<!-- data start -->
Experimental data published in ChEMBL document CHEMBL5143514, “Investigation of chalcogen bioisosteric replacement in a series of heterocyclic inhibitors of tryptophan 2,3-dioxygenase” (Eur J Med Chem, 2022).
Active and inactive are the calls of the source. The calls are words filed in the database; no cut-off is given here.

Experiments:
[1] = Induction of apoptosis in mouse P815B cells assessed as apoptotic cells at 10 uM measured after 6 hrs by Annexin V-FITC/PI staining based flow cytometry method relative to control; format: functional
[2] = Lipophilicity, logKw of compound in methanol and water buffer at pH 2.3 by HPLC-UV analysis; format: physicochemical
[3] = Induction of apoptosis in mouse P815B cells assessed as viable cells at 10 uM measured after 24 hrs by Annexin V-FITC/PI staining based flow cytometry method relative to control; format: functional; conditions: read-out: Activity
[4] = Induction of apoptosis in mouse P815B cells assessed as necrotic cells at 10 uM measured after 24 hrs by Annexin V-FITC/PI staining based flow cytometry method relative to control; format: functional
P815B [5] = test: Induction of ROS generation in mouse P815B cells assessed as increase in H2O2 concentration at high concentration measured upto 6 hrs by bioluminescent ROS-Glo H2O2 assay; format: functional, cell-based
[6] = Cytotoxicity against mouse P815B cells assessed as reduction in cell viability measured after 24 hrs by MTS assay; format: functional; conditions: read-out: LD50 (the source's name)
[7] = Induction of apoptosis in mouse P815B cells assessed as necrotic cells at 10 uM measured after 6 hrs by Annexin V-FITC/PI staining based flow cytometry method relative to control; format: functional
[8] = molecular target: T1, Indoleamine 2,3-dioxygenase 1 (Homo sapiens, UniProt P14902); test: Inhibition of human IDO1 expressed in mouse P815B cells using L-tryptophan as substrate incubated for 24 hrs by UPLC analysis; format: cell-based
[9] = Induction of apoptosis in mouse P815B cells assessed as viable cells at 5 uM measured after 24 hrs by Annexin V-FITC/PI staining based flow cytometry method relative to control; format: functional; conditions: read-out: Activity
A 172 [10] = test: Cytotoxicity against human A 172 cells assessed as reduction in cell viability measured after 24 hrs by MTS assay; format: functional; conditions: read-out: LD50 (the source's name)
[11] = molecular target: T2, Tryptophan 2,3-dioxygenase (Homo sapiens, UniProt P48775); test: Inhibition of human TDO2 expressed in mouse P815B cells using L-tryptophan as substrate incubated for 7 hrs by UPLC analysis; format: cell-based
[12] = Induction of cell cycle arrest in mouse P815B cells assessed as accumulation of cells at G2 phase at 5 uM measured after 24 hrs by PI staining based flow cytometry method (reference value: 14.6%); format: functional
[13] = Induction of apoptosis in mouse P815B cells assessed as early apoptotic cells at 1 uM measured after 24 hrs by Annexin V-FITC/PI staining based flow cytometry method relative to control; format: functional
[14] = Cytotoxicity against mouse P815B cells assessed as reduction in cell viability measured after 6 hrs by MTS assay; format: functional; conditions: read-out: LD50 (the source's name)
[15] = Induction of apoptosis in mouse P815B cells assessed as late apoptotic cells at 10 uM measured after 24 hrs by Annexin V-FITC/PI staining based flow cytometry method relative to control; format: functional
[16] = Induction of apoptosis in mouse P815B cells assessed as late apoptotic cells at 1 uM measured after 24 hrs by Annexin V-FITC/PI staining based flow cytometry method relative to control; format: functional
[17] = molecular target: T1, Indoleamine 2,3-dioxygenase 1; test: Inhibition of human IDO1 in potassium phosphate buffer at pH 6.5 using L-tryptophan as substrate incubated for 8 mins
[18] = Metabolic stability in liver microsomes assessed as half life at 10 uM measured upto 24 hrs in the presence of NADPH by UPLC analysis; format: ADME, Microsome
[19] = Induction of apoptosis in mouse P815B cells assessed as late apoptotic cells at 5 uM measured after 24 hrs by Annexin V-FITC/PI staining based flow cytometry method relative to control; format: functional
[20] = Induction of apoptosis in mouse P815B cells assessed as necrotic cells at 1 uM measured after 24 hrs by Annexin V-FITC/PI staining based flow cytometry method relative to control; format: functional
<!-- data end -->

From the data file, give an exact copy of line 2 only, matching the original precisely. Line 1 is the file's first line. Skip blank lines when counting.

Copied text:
Active and inactive are the calls of the source. The calls are words filed in the database; no cut-off is given here.